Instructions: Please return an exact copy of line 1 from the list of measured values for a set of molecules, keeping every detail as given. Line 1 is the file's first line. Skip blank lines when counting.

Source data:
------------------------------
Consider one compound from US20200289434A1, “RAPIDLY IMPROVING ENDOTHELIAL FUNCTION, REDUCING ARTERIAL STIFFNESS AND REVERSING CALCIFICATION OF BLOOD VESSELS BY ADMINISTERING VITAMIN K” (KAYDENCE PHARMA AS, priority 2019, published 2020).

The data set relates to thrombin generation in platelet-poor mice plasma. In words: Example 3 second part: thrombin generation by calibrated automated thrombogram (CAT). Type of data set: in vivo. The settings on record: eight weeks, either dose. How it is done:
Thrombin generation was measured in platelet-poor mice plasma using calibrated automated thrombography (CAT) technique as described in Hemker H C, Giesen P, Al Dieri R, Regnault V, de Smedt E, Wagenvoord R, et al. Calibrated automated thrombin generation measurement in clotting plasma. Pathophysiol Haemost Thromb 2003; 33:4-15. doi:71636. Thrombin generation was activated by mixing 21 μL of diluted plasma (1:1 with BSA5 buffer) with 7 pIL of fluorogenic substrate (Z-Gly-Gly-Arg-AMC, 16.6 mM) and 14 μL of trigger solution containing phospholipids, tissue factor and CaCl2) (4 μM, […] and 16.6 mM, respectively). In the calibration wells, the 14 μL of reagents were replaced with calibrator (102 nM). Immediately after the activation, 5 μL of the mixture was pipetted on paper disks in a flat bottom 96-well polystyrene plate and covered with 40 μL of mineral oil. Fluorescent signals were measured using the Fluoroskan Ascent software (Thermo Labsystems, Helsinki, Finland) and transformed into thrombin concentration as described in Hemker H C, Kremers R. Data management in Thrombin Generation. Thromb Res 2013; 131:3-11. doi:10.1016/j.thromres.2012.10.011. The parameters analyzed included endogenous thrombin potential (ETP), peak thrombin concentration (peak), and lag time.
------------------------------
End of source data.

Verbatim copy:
Consider one compound from US20200289434A1, “RAPIDLY IMPROVING ENDOTHELIAL FUNCTION, REDUCING ARTERIAL STIFFNESS AND REVERSING CALCIFICATION OF BLOOD VESSELS BY ADMINISTERING VITAMIN K” (KAYDENCE PHARMA AS, priority 2019, published 2020).